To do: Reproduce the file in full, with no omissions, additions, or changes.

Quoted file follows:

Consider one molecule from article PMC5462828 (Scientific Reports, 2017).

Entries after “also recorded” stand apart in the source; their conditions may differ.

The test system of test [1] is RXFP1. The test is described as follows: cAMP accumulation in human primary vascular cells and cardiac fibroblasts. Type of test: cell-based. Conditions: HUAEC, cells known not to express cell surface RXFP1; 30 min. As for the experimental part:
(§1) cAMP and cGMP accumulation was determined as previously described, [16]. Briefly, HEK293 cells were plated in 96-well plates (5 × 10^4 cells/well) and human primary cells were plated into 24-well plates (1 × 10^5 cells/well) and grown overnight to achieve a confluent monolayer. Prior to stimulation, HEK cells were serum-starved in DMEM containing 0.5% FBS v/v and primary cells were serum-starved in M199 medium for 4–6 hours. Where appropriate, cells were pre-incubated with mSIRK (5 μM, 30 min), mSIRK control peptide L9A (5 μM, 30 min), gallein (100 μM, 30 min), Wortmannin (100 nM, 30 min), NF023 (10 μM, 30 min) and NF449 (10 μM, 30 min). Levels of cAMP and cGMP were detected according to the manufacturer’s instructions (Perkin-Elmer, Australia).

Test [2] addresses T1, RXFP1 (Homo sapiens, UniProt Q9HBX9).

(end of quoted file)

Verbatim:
Consider one molecule from article PMC5462828 (Scientific Reports, 2017).

Entries after “also recorded” stand apart in the source; their conditions may differ.

The test system of test [1] is RXFP1. The test is described as follows: cAMP accumulation in human primary vascular cells and cardiac fibroblasts. Type of test: cell-based. Conditions: HUAEC, cells known not to express cell surface RXFP1; 30 min. As for the experimental part:
(§1) cAMP and cGMP accumulation was determined as previously described, [16]. Briefly, HEK293 cells were plated in 96-well plates (5 × 10^4 cells/well) and human primary cells were plated into 24-well plates (1 × 10^5 cells/well) and grown overnight to achieve a confluent monolayer. Prior to stimulation, HEK cells were serum-starved in DMEM containing 0.5% FBS v/v and primary cells were serum-starved in M199 medium for 4–6 hours. Where appropriate, cells were pre-incubated with mSIRK (5 μM, 30 min), mSIRK control peptide L9A (5 μM, 30 min), gallein (100 μM, 30 min), Wortmannin (100 nM, 30 min), NF023 (10 μM, 30 min) and NF449 (10 μM, 30 min). Levels of cAMP and cGMP were detected according to the manufacturer’s instructions (Perkin-Elmer, Australia).

Test [2] addresses T1, RXFP1 (Homo sapiens, UniProt Q9HBX9).